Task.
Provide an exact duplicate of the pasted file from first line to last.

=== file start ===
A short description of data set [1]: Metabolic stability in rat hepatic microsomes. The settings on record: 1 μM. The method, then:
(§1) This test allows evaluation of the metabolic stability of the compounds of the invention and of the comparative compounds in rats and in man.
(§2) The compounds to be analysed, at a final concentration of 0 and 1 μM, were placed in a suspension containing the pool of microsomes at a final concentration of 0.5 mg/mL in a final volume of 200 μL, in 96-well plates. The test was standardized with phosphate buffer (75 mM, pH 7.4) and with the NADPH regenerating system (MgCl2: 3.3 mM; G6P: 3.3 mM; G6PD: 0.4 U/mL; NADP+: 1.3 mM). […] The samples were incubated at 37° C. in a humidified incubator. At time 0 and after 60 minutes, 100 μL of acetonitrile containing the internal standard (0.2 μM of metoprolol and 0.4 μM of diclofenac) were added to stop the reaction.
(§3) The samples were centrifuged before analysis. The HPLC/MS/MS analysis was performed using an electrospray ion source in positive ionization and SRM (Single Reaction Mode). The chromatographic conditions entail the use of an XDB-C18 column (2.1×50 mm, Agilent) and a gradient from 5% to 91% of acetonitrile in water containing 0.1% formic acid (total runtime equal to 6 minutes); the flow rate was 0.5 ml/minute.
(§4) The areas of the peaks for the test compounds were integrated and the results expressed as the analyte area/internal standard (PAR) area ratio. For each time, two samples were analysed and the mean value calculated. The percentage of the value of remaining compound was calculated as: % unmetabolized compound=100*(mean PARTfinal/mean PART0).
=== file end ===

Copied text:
A short description of data set [1]: Metabolic stability in rat hepatic microsomes. The settings on record: 1 μM. The method, then:
(§1) This test allows evaluation of the metabolic stability of the compounds of the invention and of the comparative compounds in rats and in man.
(§2) The compounds to be analysed, at a final concentration of 0 and 1 μM, were placed in a suspension containing the pool of microsomes at a final concentration of 0.5 mg/mL in a final volume of 200 μL, in 96-well plates. The test was standardized with phosphate buffer (75 mM, pH 7.4) and with the NADPH regenerating system (MgCl2: 3.3 mM; G6P: 3.3 mM; G6PD: 0.4 U/mL; NADP+: 1.3 mM). […] The samples were incubated at 37° C. in a humidified incubator. At time 0 and after 60 minutes, 100 μL of acetonitrile containing the internal standard (0.2 μM of metoprolol and 0.4 μM of diclofenac) were added to stop the reaction.
(§3) The samples were centrifuged before analysis. The HPLC/MS/MS analysis was performed using an electrospray ion source in positive ionization and SRM (Single Reaction Mode). The chromatographic conditions entail the use of an XDB-C18 column (2.1×50 mm, Agilent) and a gradient from 5% to 91% of acetonitrile in water containing 0.1% formic acid (total runtime equal to 6 minutes); the flow rate was 0.5 ml/minute.
(§4) The areas of the peaks for the test compounds were integrated and the results expressed as the analyte area/internal standard (PAR) area ratio. For each time, two samples were analysed and the mean value calculated. The percentage of the value of remaining compound was calculated as: % unmetabolized compound=100*(mean PARTfinal/mean PART0).